W Mar 3 OPEN




F Mar 5  Designing music curricula




M Mar 8 Leftovers on Singing…


                Music Aptitude, Achievement, Audiation & Testing, Part I



W Mar 10 More on Music Aptitude, Achievement, Audiation & Testing, Part II



F Mar 12 More on Music Aptitude, Achievement, Audiation & Testing, Part III



M Mar 15 Curriculum Common Places

Reading: Elliott, “Curriculum as Professional Action”


W Mar 17 OPEN


F Mar 19 Current Issues in Education Policy

Diane Ravitch, The Lost Purpose of Education Reform; Unit 4 Project due


M Mar 22 Student Presentations of Project 4


W Mar 24 Debriefing on Curriculum Projects; Overview of Music Learning Theory












1.  To establish procedures for preventing discipline problems, managing student behaviors, intervening in discipline problems, and remediating inappropriate student behaviors.


2.  To develop and apply to case studies an understanding of discipline approaches that are developmentally appropriate for students at specific age levels.




Unit 5 Project:  Responding to Classroom Management Scenarios


Describe a classroom management scenario that you observed during your field placement this semester. Focus on one student who exhibited attention-seeking behaviors, and share the teacher’s response to this situation. Develop a classroom management plan to address this student’s behaviors, including at least 2 references to class readings.




Due Date: M Mar 29




Schedule of Topics and Assignments




 F Mar 26  Unit 5 Overview: Myths About Discipline 


            Readings:  “Judicious Discipline in the Music Classroom”


    Students as people


            Readings:  “Four C’s of Successful Classroom Management”


                        “Classroom Management: Problems and Solutions” 




M Mar 29 Proactive Classroom Management: What to do when problems arise


            Readings:  “Classroom Management for Ensembles” 


            Unit 5 Project due 












1.  To understand the purposes of and differences between measurement and evaluation in music education.


2.  To know the characteristics of and to write multiple choice and short answer test items for music.


3.  To learn about and develop rating scales for measuring student performance in music.


4.  To develop a means for implementing a portfolio system in music.


5.  To understand and apply various approaches to grading in music.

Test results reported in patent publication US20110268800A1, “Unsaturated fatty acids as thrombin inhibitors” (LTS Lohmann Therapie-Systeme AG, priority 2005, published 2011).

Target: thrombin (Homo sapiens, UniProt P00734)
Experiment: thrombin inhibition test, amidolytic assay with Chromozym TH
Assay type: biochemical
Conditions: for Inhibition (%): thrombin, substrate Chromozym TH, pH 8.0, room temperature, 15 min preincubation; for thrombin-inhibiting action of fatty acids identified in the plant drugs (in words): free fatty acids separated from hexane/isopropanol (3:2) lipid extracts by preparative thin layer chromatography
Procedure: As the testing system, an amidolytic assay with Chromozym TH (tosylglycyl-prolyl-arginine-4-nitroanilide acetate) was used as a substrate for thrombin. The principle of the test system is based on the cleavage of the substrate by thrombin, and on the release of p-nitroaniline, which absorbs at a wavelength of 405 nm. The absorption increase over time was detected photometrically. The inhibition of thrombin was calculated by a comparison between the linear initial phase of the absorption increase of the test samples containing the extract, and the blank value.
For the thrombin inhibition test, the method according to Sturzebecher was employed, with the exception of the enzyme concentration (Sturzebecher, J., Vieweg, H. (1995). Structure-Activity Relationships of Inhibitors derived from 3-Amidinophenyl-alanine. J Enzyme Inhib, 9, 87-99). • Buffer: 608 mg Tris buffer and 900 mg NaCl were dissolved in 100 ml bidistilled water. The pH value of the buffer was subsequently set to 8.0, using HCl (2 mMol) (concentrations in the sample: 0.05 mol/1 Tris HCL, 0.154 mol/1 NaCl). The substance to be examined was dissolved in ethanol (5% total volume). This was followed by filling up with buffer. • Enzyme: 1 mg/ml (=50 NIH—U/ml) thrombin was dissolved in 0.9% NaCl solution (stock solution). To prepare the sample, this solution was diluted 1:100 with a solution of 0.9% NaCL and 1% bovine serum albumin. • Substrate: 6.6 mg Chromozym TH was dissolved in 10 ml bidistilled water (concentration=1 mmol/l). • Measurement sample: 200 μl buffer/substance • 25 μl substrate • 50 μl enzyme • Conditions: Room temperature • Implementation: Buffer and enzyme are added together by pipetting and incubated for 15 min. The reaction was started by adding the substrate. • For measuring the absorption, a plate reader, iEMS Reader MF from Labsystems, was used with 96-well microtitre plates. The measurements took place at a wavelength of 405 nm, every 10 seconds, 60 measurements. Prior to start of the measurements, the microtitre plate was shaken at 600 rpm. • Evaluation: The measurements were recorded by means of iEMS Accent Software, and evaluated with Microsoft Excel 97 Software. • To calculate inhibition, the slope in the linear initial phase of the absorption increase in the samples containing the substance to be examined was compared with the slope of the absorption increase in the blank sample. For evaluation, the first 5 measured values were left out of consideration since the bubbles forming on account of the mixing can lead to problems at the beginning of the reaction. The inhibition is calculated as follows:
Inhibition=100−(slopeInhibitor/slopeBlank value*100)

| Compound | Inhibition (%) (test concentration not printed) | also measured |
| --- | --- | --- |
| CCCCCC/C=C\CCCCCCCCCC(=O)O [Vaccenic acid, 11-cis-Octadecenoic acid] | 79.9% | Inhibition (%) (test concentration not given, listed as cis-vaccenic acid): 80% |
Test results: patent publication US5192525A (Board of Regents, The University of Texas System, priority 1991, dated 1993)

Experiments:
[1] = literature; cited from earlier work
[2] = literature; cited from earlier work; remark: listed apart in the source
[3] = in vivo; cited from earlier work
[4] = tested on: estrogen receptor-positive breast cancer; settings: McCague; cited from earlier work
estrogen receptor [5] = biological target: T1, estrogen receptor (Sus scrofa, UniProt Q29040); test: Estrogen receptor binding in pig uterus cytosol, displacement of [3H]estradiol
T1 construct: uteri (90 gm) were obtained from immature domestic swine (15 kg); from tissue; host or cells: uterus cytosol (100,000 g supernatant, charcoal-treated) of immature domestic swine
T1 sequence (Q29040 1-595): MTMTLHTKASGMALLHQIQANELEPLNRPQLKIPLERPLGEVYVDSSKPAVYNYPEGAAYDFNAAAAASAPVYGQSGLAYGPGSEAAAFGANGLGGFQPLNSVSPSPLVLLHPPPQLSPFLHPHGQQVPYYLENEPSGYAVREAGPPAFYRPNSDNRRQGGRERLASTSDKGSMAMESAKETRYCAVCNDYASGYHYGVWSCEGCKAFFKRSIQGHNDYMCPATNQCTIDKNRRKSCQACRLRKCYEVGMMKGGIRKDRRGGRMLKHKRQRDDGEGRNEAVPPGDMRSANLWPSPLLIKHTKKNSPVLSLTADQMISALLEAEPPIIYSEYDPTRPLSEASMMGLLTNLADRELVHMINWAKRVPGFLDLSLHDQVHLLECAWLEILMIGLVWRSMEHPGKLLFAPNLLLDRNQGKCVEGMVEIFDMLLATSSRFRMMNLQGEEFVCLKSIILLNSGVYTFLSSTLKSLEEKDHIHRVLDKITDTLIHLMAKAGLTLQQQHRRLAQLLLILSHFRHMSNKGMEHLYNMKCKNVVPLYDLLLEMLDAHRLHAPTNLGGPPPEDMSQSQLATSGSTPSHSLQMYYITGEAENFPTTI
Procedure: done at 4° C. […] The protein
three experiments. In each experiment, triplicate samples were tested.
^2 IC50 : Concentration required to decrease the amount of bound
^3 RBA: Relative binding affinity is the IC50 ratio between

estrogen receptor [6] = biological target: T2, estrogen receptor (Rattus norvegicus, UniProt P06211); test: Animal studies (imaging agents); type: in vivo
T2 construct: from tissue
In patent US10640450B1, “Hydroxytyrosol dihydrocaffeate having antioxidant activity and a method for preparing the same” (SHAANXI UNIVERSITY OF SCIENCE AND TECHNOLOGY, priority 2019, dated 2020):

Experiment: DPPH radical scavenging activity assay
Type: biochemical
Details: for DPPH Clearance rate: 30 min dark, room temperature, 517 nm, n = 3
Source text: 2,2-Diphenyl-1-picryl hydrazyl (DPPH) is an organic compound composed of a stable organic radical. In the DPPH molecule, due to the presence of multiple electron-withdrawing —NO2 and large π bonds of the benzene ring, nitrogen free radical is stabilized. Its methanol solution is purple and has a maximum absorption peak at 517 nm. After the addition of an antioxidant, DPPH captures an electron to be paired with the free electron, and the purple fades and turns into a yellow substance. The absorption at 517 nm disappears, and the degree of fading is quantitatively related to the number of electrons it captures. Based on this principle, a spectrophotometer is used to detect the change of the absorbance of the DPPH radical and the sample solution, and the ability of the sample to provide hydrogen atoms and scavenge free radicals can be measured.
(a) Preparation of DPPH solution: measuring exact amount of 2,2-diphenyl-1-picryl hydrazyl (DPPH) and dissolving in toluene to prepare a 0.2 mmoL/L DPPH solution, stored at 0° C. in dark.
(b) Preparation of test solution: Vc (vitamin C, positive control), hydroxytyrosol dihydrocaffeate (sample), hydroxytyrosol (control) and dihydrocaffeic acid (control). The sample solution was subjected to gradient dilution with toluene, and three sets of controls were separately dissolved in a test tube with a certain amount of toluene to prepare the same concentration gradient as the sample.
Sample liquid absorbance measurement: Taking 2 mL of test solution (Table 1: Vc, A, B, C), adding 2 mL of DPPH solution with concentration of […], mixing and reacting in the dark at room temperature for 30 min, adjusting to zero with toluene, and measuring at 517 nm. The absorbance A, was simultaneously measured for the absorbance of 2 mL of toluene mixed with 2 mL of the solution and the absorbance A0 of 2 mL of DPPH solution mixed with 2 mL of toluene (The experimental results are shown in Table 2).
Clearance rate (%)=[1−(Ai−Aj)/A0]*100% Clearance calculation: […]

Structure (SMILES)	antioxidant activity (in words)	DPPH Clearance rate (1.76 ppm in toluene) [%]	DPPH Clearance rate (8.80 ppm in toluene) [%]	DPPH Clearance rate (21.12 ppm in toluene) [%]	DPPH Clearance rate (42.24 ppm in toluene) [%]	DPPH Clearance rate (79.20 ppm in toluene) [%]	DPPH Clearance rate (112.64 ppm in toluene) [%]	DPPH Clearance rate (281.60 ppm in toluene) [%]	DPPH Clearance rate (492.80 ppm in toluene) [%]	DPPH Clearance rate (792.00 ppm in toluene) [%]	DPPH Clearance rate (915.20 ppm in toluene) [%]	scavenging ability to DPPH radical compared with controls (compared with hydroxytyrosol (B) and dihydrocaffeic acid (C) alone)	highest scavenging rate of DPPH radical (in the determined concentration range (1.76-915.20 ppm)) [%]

Unit 6 Project:  Developing Measures of Student Learning


Choose and complete ONE of the following:


1.  Write a music test for any aspect of music learning with at least 8 questions. Use short answer and multiple-choice questions. If your test requires listening, hand in a tape or CD of the music for the test. Accompany the test with information about whom the test is designed for (grade level and setting).


2.  Write a rating scale with at least two dimensions to measure any aspect of music performance (singing or playing an instrument) or production (e.g.. composition or improvisation). 




Grades will be based upon the appropriate application of principles of educational measurement.




Due Date: W Apr 21




Schedule of Topics and Assignments




W Mar 31  Discussion of Measurement and Evaluation


            Readings:  “Music Assessment Concepts” 




F Apr 2 Rubrics & Rating Scales


Readings: “Michigan State Adjudicated Festivals” 




M Apr 5  More on Rating Scales




W Apr 7  More on Rubrics




F Apr 9 Student Writing; Portfolios and Alternative Assessment Strategies


            Readings: “Alternative Assessment Techniques for Teachers”


“Capturing Student Progress via Portfolios” 




M Apr 12  Measurement of Music Aptitudes


            Readings: “All About Audiation” 


W Apr 14  General Assessment Concepts; Grading


F Apr 16  General Assessment Concepts; Grading


M Apr 19  General Assessment Concepts; Grading


W Apr 21  Final Class: Everything I Know About Assessment, I Learned in Kindergarten... 


Unit 6 Project due




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GLSEN 2017 National School Climate Surve
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Advanced Standing & College of Ed notes
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Unit 1 Advocacy Case Study
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National Standards.pdf
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Project 3 Resources
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Unit 3 case study
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Unit 2 Case Study, p. 1
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Unit 2 Project, Toccata for Band
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Unit Project Rubrics and Rating Scales

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Recent and Continuing Initiatives and Practices in Special Education
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Equity in Music Education: Being “Schooled” on Disability
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Intro to CMP